The Biggest Lies Your Teacher Ever Told You (Homeschooled Edition) By @pjtlynch


Surprising as it may be, some of the things our teachers taught us as kids simply aren’t true! Stories are embellished, facts get twisted, and even outright fabrications make it into school lessons. And although our parents were much better suited to the job than the lazy bureaucrats at the public school, even they were prone to spreading misconceptions. So without further ado, here are a few of the biggest whoppers we learned as kids:


George Washington Chopped Down a Cherry Tree

We all know this one: As a boy George Washington chopped down a cherry tree, and then admitted it to his father because “I cannot tell a lie.” Unfortunately, this story can lie! Biographer Parson Weems told this story to highlight Washington’s integrity, but historians find no evidence it ever happened. Also, it seems Washington wasn’t a pastor, and he didn’t found America because the English wanted to ban prayer in school.


Blood Is Red with Oxygen, Blue Without

This myth came about because your veins look blue, but that’s just a trick of how you see color through your skin—blood is, in fact, always red. Think about it this way: When Mom put her special water into that yellow plastic cup in the mornings, it looked yellow. But in the afternoon when she drank it straight from the bottle, it was clear. Well it was always clear, it just looked yellow in the morning because you were seeing it through the cup!


Vincent van Gogh Cut Off His Ear

The story that van Gogh cut his ear off and mailed it to his girlfriend always seemed a bit dubious, since artists are known homosexuals. As it turns out, van Gogh actually lost his ear in a fight with fellow painter (and possible lover?) Paul Gauguin, who then made up the other story so he wouldn’t get in trouble. So remember how on the day you had that lesson, Mom turned to Dad and said “At least van Gogh got his woman a gift every once in a while”? It turns out all van Gogh really got was a sound beating! Just like Mom did later that night.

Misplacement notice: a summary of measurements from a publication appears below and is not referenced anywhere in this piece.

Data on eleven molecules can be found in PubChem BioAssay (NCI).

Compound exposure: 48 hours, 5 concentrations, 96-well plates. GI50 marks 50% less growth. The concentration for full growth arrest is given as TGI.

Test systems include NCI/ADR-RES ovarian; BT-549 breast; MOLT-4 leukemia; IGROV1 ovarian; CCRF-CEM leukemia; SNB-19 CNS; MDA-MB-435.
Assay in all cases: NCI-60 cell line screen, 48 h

Daddy’s Working Late Again

Elementary education often involves a lot of repetition, and one lesson we heard quite often is how Daddy wouldn’t be home tonight because he has to work late. This lesson was given to teach us the responsibility of hard work, and how men are specially called to provide for the family and lead it in all ways. (And those were fun days too, because Mom would have even more special water and get sleepy early, so we got to have frozen pizza for dinner and watch VeggieTales.) But, while Dad did work hard, historians today indicate that most of those nights Dad was actually somewhere with Sheila, Jack and Sarah’s mom.


Bats Are Blind

While it’s true that bats use a radar-like skill called echolocation to hunt in the dark, they are not blind. In fact, they see quite well. So when Mom would yell at Dad “I’d have to be blind not to see what’s going on around here!”, that wouldn’t make her like a bat. Her ability to stumble back to their bedroom in the dark after waking up on the couch at 2 AM though, without crashing into too many things, was quite bat-like.


Columbus Proved the World Is Round—and Discovered America

One of the greatest stories in history, it turns out, is a complete lie. Columbus didn’t discover that the world is round, most educated people at the time already knew that. And the Vikings had discovered America long before Columbus did. Which makes you wonder: How can such a huge lie persist, if everyone knows the truth? How does everyone just go to dinner parties, or to church, and see Columbus and his family there, and be like “Oh, congrats on all those great discoveries, your family must be so proud”, all the while knowing that someday the whole thing might come apart, and the lies would be exposed, and Columbus’s kids would have to go live with Aunt Judith until their mom gets home from the rest hospital? I guess it’s no fun to nitpick at a good story—after all, stories are supposed to be fun!


Everything’s Going to Be Ok

Ah, another great lesson that’s hard to let go of! But no, everything was not going to be ok.


So remember, as great as our teachers were, you can’t trust everything you learn from a fellow flawed sinner. In the end, there’s only one textbook that gets it all right—and that’s a “revelation” that won’t cause you tears!

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